Spread the News:ShareLarge groups plan to assemble on April 22 in Washington, D.C. and cities across the world as part of the March for Science to demonstrate their support of science and the role of scientific evidence in guiding policy. Glacier researchers and other cryosphere specialists are preparing to join their colleagues from other disciplines in this global expression of concern. The March for Science has grown over a short period, the idea first emerging soon after the 2017 Women’s March in January. It quickly gathered momentum with large numbers of adherents on social media, drawing inspiration from the 2014 People’s Climate March. The organizers selected April 22, Earth Day, as the date for the events. By February, 27 scientific associations had joined as partner organizations to co-sponsor the march. To date, 107 organizations are sponsoring the event, with 429 satellite marches planned in 42 countries.   In addition to seeking to assure funding for scientific research, the march has a number of other goals: supporting scientific education, promoting diversity and inclusiveness in science, affirming science as a democratic value, and advancing the role of scientific evidence in policy-making.  Though some have voiced a concern that the march could serve those who seek to attack science, by politicizing science and presenting scientists as an interest group, the march’s supporters have argued for the urgency of taking a public stand in the face of unprecedented threats to scientific research and to the belief in science itself. One of the march’s earliest sponsors was the American Association for the Advancement of Science (AAAS), the world’s largest general scientific organization, with over 120,000 members. Agustin Fuentes of the University of Notre Dame, the chair-elect of the anthropology section of the AAAS, spoke recently with GlacierHub about the back and forth discussions across the membership when the idea first came up. “The leadership stood up right away and spoke publicly,” he said, adding  that this “galvanized the membership.”   Fuentes further underscored the importance of science at a time when, as he said, “the structure of the planet is changing so fast.” He continued, “We are at a point of almost no return. I never expected to see video footage of glaciers shrinking…We’ve known of this global disruption climatologically, and it’s been ramped up politically. People who engage in science have to speak up now.” He spoke as well of primates, the “canaries in coal mines for the world’s forests,” with over 60% of primate species listed as threatened. Robin Bell of Columbia University, the president-elect of the American Geophysical Union (AGU), linked cryosphere processes with the importance of the march. The AGU, with over 60,000 members, was one of the march’s first sponsors. “The march is a chance for us to talk about how science matters,” she said. “Science is important for society, and it’s non-partisan.”   “We’re still making basic discoveries about how ice sheets work,” Bell continued, referencing her own work in Antarctica. These findings are important to society because of “the linkage to sea level rise” and the threats to port facilities in the current economy, where “goods move all around the world.”  She emphasized that the march was global, with other countries besides the US needing to assure the role of science in policy and decision-making. Alisse Waterston,  the president of the American Anthropological Association (AAA), described to GlacierHub her organization’s path to supporting the march. At the AAA’s 2016 annual meeting in mid-November, less than two weeks after Election Day, members voiced their wish to take action. “It was remarkable to see such a strong sense of solidarity,...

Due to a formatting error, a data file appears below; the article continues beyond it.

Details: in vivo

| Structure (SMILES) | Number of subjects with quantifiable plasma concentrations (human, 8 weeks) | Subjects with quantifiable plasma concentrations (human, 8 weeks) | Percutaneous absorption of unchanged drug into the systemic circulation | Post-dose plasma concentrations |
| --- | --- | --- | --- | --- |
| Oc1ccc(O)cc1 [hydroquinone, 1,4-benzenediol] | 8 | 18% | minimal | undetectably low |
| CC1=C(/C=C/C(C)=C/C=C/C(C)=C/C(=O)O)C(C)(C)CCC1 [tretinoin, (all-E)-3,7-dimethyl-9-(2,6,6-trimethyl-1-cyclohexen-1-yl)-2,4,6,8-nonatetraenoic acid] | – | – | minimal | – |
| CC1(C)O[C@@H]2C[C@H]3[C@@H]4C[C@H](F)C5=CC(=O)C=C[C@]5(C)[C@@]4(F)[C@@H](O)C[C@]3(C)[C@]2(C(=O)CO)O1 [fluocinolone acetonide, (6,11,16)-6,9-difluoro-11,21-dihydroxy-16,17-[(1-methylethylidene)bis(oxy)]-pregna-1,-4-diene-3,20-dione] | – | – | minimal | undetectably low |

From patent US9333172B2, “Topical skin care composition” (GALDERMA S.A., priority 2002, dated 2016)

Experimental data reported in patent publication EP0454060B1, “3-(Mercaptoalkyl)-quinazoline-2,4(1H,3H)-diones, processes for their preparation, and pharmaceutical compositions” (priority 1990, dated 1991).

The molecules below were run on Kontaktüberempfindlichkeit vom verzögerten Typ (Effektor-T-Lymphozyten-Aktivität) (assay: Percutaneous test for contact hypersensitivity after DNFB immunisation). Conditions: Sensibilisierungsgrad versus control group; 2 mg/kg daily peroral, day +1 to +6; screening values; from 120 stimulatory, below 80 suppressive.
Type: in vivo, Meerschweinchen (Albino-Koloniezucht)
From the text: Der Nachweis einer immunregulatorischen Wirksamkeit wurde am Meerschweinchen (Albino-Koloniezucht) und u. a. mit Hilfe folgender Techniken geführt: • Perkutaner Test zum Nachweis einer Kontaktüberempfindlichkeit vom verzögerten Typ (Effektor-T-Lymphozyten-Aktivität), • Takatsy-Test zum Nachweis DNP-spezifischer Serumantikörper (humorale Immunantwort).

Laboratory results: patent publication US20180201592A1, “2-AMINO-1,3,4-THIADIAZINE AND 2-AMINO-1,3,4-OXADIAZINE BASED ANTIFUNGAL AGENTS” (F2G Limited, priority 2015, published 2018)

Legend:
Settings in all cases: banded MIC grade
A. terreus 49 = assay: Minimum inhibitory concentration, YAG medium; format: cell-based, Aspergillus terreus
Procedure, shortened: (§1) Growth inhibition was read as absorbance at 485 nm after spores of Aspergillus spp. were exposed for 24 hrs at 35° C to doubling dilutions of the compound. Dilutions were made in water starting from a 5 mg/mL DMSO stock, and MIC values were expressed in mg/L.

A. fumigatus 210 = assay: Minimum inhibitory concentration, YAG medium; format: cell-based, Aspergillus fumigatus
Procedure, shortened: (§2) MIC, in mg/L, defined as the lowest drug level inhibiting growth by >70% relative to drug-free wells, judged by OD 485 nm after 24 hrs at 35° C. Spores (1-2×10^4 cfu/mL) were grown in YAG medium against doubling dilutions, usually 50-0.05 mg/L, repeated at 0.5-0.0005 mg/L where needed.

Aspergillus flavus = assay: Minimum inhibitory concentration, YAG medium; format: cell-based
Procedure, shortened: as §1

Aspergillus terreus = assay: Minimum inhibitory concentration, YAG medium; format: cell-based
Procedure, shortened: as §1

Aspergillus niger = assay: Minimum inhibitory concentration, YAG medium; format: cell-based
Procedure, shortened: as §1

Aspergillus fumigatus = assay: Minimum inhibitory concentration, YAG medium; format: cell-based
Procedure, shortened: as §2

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A New View on Border Tensions between India and China

Posted by on Mar 21, 2017 in All Posts, Featured Posts, News, Policy and Economics | 0 comments

A New View on Border Tensions between India and China